- Have you ever read a random trivial fact about a brand and thought that it was odd, but still had that fact glued to your mind later on?
- Trivial facts are worth sharing, especially when those are connected to your brand and make it stand out among the competition with their uniqueness.
- If you are wondering why trivialising your brand is important or how you can do it, find out more through our examples.
If you’re in a conversation with someone and they throw out the line “That’s trivial, really,” the inference is that the piece of information you’ve just shared is not worth anything in the conversation you’re having.
Chances are in this circumstance you stop, you think and then you attack the conversation in a different way trying to cover for what you didn’t realise was a faux pas.
But that’s just messed up. After all, to you, that triviality was something you thought worth sharing. Something about that fact resonated with you in such a way as to make you think it was necessary to share it with someone else.
So, perhaps it was not the fact that it was inadequate, perhaps it was the way you used it.
Good bar trivia can get people talking
That’s the irony of trivial facts though. Well delivered they can deliver eye-opening moments and can be things people remember for life. Try these few on for size:
- Scotland’s National Animal is the Unicorn
- Facetious is a word that uses all English letter vowels in alphabetical order
- Appending /4 at the end of Facebook’s URL will redirect you to Mark Zuckerberg’s profile
- Google’s original name was “BackRub”
- Human DNA is binary in format and can be used as a memory store. In fact, it has been computed that each male sperm can hold 35MB of data and the average ejaculate of a man, some 1.5 Petabytes.
- In all official Apple photos, the time on their devices will show 9:41 or 9:42. This is because they do their big reveal around this time.
Chances are you won’t remember all those, but one of them may just tickle your fancy enough for you to remember it (recall), google it to check my facts (act), or to better still share with others (influence). The point is, whilst they may not compel you now necessarily, they help form part of a story which does shape your behaviour.
You do not own your brand story
Take that concept one step further and ponder this for a moment.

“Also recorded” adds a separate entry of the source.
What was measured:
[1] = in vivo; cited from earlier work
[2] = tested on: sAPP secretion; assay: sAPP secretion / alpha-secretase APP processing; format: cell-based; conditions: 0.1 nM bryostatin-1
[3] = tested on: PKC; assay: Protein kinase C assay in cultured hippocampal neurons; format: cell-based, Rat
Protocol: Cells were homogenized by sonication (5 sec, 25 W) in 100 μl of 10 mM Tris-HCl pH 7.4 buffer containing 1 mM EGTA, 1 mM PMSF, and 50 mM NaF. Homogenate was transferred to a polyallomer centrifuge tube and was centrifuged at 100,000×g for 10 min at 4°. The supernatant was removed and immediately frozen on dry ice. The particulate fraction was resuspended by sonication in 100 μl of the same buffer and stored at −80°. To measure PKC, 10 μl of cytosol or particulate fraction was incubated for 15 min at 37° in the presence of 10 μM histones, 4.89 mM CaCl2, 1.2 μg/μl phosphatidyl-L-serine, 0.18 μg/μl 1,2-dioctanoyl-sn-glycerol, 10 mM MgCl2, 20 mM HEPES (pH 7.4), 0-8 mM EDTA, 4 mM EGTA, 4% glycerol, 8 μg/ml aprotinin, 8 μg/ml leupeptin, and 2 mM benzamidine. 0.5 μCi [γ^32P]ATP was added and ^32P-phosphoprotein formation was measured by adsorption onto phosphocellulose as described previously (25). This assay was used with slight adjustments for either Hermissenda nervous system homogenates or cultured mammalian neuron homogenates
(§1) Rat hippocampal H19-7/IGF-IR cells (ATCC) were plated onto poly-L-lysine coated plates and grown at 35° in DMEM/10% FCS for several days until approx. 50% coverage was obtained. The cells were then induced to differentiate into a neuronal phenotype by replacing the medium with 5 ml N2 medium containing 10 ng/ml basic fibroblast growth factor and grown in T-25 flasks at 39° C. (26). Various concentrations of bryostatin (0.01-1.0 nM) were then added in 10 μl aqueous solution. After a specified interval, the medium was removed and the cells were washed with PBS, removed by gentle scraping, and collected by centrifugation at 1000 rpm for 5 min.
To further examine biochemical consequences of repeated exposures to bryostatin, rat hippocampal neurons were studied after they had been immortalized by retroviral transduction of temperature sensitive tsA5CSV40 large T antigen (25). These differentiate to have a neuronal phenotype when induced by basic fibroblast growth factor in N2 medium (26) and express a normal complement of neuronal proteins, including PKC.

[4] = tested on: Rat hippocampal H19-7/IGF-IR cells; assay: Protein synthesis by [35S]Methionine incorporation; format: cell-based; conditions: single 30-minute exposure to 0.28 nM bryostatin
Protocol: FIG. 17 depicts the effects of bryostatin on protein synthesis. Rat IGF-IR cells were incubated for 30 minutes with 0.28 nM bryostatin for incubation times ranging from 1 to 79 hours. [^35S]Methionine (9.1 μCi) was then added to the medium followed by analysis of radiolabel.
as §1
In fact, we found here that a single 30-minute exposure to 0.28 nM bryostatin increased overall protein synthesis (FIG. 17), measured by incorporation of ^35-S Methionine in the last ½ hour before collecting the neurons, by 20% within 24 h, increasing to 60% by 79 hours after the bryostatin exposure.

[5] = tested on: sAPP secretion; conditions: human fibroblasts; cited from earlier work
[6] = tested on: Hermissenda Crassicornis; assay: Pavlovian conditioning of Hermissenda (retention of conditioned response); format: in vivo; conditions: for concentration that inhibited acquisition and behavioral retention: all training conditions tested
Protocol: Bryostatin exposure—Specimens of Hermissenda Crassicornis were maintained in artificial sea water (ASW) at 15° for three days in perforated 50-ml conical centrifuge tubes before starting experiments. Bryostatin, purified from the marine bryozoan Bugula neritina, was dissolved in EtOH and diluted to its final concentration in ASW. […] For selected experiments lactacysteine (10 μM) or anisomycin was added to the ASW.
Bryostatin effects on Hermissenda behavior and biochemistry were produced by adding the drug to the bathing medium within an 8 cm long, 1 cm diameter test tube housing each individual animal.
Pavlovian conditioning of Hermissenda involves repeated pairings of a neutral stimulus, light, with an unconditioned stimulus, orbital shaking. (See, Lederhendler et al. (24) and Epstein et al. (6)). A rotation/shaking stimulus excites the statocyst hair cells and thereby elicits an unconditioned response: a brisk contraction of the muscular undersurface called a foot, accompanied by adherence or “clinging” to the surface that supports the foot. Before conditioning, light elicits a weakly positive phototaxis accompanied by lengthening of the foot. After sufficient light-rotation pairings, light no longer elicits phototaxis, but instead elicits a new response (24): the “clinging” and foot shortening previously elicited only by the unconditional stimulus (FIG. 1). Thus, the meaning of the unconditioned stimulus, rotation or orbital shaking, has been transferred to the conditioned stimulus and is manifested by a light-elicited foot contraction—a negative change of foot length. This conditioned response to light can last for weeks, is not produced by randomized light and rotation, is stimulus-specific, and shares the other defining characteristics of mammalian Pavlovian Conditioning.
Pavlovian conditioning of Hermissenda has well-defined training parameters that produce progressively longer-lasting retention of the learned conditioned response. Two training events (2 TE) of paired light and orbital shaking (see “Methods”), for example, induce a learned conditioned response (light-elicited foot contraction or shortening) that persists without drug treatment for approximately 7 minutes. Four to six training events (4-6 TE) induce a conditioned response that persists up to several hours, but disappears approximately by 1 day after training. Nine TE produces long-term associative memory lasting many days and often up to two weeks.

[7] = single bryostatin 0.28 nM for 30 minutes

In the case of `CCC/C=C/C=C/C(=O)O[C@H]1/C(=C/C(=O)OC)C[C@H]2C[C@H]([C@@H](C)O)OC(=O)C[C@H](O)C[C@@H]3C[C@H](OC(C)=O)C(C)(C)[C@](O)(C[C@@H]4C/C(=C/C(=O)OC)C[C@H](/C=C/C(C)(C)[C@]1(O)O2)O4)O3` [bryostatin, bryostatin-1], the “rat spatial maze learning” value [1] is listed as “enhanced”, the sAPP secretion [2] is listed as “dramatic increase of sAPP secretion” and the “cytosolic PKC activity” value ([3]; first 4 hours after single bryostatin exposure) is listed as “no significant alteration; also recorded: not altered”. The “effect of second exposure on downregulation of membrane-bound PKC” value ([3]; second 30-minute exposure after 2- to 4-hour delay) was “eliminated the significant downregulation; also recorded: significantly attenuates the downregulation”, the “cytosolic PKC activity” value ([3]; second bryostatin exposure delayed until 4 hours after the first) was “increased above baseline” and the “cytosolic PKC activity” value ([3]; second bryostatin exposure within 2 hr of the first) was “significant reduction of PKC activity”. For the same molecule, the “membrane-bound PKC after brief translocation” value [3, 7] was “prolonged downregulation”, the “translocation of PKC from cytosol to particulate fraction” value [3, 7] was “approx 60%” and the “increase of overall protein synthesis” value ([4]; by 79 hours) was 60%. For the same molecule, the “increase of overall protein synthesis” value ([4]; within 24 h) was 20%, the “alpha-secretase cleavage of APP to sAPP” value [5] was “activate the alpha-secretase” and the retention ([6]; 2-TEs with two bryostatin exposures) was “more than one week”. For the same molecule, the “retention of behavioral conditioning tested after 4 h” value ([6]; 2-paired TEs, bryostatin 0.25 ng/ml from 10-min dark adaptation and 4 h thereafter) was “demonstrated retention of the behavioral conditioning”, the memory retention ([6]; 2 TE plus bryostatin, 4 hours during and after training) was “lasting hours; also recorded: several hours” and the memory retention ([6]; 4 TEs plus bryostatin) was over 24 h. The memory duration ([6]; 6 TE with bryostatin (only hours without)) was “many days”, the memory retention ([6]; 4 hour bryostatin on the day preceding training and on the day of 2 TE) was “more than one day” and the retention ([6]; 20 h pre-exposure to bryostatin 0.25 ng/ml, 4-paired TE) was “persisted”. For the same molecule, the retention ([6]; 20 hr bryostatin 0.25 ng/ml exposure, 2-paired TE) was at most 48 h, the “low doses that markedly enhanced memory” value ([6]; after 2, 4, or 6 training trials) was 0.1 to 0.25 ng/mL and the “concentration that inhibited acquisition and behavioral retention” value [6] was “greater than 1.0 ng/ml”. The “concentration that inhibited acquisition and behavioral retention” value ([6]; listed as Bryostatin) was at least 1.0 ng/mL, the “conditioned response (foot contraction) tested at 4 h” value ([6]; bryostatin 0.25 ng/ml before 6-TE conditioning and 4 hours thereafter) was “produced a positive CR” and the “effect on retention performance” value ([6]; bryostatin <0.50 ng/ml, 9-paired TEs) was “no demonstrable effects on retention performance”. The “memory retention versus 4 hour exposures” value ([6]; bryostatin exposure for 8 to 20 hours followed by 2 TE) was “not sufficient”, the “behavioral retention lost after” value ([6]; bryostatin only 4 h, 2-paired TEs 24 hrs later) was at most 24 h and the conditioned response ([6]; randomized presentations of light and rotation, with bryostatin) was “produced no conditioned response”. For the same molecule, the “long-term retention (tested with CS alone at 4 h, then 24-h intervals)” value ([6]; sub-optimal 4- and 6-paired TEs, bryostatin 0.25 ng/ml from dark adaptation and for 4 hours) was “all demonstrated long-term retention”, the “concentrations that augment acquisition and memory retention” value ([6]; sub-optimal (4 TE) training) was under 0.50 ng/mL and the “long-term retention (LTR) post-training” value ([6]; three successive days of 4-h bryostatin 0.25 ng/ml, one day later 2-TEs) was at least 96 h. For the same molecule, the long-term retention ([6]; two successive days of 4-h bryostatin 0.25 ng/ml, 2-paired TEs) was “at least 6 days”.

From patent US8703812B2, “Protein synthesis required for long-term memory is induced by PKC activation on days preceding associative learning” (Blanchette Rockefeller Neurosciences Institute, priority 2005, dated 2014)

The market’s perception of brands is increasingly being shaped by user-generated content and thus, more than ever, the perception of your brand is not what you say it is, let alone what you may believe it to be. It is what consumers say it is. So why do you think you can shape what they think with pre-packaged slogans?
Pitching brand slogans at them or espousing a specifically curated story is not necessarily going to sway them. More and more evidence shows they will form their own opinion (from social influences, entire brand experiences – not just the product, reviews and so forth) and use this when deciding if your brand journey is worthwhile.
So, what can you do?
I postulate the trick lies in providing them with information they were unaware of before. Something trivial – which when delivered contextually – may not influence decisions for them right then, in that moment, but well delivered, context-rich information may stick well enough that into the future it is repeated to others and/or be something that drives the action you desire. I call this Bar Trivia. It should be something digestible, something meaningful, something people want to remember. If it is, it helps shape the perception they have of your brand, and helps evolve their brand journey with you just that little bit more.
Furthermore, trivial things are those items which often become part of the commonplace; things people take for granted and see as a given. Isn’t that what you want for your brand - to be seen as a given, the commonplace that isn't questioned?
Shareable information has the power to create a moment of connection between two or more people. Think about Fantale wrappers or "Liddle facts" inside drink lids. These 10-second pieces of information get people talking and have become tools which that brand is synonymous for.
But don’t get caught on sharing trivia focused on converting people only. Make it trivial, make it unique and make it fun and let the audience decide on how they want to use the information. And most of all, remember to stand by your fact. Don’t get put off just because it does not resonate with everyone. At the end of the day, I believe that any single question has more than one solution; it's all a matter of perspective. Ask me why!